For Immediate Release To interview Robert Vandervoort, contact:
February 18, 2013 Phil Kent (404) 226-3549
ARLINGTON, VA– “The City Council of Doral, Florida, is to be commended for unanimously rejecting a proposal by Mayor Luigi Boria to designate Spanish along with English as the official languages of the city,” says Robert Vandervoort, Executive Director of the Arlington, Va.-based ProEnglish organization committed to enacting English as the official language of the United States.
“It is significant that all the City Council members who rejected the mayor’s proposal are Hispanic women whose families are from Mexico and Cuba,” Vandervoort said. “These public servants stressed that legal immigrants need to assimilate into the culture of their new home country. In fact, Councilwoman Ana Mario Rodriguez said ‘we came here knowing we had to adapt to the language of this country.’”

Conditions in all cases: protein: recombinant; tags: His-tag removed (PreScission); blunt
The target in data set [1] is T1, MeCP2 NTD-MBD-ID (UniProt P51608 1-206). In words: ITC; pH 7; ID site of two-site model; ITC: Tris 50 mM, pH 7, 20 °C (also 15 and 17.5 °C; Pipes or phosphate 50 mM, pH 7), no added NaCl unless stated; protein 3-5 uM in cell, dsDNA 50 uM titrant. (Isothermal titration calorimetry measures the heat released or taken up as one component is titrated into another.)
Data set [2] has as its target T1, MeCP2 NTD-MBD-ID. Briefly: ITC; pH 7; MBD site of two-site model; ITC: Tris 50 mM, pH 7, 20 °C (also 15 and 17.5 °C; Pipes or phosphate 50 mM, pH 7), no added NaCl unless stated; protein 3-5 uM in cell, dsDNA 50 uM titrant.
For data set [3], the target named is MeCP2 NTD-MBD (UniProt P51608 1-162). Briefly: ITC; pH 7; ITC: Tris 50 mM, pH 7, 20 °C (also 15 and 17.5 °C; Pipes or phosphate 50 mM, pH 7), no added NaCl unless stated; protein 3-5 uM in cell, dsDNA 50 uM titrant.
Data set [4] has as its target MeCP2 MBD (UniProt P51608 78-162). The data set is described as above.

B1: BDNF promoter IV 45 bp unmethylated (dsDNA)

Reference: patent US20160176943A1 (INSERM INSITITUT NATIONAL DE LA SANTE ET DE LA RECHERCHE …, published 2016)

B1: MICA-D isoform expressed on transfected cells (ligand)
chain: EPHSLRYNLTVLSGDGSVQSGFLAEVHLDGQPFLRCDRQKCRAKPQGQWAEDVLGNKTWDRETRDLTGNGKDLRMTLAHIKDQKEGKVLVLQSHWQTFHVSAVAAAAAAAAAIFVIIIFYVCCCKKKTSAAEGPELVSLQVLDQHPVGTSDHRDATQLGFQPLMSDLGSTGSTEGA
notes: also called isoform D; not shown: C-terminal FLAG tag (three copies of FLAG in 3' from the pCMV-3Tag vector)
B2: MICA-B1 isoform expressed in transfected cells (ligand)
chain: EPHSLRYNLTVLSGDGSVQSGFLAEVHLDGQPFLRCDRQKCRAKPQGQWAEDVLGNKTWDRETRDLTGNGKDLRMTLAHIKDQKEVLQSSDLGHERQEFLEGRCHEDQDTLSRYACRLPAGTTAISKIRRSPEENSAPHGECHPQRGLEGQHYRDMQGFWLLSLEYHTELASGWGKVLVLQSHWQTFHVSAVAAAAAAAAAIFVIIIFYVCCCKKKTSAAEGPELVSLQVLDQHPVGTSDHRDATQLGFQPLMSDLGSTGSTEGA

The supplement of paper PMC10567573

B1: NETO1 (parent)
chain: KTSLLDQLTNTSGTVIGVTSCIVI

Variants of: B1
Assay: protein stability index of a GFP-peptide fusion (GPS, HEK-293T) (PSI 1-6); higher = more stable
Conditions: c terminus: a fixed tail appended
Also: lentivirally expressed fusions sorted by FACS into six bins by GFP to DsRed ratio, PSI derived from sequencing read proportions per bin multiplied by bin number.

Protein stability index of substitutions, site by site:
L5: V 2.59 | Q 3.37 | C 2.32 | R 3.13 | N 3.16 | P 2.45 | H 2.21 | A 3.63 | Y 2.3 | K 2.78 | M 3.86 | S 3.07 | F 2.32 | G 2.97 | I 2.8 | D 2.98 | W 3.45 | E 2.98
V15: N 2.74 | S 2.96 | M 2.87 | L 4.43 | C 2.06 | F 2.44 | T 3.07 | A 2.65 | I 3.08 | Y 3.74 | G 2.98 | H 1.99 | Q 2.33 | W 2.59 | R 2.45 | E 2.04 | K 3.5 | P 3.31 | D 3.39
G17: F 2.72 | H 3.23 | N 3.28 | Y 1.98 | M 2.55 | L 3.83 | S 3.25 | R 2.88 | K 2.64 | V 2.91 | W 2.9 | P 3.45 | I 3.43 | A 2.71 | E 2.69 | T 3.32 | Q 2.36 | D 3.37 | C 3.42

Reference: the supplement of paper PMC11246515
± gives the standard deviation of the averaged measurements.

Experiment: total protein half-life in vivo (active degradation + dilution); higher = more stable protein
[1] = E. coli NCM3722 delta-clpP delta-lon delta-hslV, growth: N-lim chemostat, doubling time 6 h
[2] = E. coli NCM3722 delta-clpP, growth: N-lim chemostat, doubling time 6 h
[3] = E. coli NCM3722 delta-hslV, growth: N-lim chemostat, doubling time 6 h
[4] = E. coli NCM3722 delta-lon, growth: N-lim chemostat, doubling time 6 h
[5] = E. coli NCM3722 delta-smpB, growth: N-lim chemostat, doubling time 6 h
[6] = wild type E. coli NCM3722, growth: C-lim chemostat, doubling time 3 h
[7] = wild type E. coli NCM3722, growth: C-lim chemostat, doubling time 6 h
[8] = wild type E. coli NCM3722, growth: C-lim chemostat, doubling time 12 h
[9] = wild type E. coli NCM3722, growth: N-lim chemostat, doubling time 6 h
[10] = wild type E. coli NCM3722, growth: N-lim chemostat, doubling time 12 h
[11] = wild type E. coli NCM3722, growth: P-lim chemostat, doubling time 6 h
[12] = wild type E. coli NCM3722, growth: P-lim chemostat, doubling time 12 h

“The population of Doral is 80 percent Hispanic and almost 90 percent speak a language other than English at home. The mayor wanted to add Spanish as an official language by claiming that it would bring in more business and investment,” Vandervoort noted. “That’s why it is heartening that the City Council pushed back in favor of keeping English as the official language of government and even many recently-arrived immigrants who spoke before the Council said that English should be the official language.”
“This is an issue about who we are as a country,” Vandervoort said. Thirty-one states have adopted English as their official language of government. Let’s also hope that Congress passes a bill that extends this to all 50 states, because— as the Doral example underscores— we must be able to communicate as well as facilitate cultural and civic unity in our nation by strengthening the use of our common tongue.”